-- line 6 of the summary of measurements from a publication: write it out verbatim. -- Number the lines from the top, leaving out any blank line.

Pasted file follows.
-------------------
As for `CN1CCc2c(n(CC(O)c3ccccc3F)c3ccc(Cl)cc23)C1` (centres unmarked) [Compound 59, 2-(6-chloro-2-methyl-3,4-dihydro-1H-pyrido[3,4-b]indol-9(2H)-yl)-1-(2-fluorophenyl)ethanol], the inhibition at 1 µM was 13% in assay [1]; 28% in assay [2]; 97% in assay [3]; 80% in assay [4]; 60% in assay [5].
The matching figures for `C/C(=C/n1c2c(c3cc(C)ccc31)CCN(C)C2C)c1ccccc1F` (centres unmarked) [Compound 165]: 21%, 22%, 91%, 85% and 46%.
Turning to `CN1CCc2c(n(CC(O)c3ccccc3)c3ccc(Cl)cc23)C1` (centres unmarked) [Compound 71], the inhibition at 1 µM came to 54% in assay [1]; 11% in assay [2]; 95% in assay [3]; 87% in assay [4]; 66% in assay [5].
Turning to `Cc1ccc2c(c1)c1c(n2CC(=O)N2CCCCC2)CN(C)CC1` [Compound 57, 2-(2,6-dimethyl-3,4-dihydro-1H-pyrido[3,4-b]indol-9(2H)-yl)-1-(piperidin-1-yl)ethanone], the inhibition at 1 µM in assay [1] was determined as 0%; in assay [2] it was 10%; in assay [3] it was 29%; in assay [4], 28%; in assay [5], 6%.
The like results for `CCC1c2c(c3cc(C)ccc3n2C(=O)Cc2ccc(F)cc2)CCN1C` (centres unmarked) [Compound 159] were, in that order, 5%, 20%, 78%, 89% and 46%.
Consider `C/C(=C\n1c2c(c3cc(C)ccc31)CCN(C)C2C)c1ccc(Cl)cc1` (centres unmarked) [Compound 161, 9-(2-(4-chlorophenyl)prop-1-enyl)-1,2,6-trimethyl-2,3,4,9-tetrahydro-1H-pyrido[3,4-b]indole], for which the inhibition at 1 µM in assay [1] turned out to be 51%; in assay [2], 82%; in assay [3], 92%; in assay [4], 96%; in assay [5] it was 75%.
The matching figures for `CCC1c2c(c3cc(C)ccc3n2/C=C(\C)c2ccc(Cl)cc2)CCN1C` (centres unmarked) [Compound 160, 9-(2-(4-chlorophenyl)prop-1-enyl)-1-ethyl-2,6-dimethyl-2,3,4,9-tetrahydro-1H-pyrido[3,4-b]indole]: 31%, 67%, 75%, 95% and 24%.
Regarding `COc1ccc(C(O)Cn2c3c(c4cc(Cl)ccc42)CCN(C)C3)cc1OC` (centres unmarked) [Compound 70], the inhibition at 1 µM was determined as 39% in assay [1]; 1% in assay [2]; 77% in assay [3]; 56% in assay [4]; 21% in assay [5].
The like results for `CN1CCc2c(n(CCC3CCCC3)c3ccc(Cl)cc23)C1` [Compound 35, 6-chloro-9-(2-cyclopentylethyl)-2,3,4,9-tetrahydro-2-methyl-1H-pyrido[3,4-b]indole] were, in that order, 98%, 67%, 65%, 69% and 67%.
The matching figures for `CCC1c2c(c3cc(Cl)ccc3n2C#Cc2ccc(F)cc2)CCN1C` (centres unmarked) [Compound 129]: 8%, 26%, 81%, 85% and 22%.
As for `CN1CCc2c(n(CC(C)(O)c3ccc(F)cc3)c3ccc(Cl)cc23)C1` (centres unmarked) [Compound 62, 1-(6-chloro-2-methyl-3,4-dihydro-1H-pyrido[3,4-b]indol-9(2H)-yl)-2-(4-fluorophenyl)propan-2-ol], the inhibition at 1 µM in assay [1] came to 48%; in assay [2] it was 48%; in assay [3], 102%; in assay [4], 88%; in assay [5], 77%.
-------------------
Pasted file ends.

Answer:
Consider `C/C(=C\n1c2c(c3cc(C)ccc31)CCN(C)C2C)c1ccc(Cl)cc1` (centres unmarked) [Compound 161, 9-(2-(4-chlorophenyl)prop-1-enyl)-1,2,6-trimethyl-2,3,4,9-tetrahydro-1H-pyrido[3,4-b]indole], for which the inhibition at 1 µM in assay [1] turned out to be 51%; in assay [2], 82%; in assay [3], 92%; in assay [4], 96%; in assay [5] it was 75%.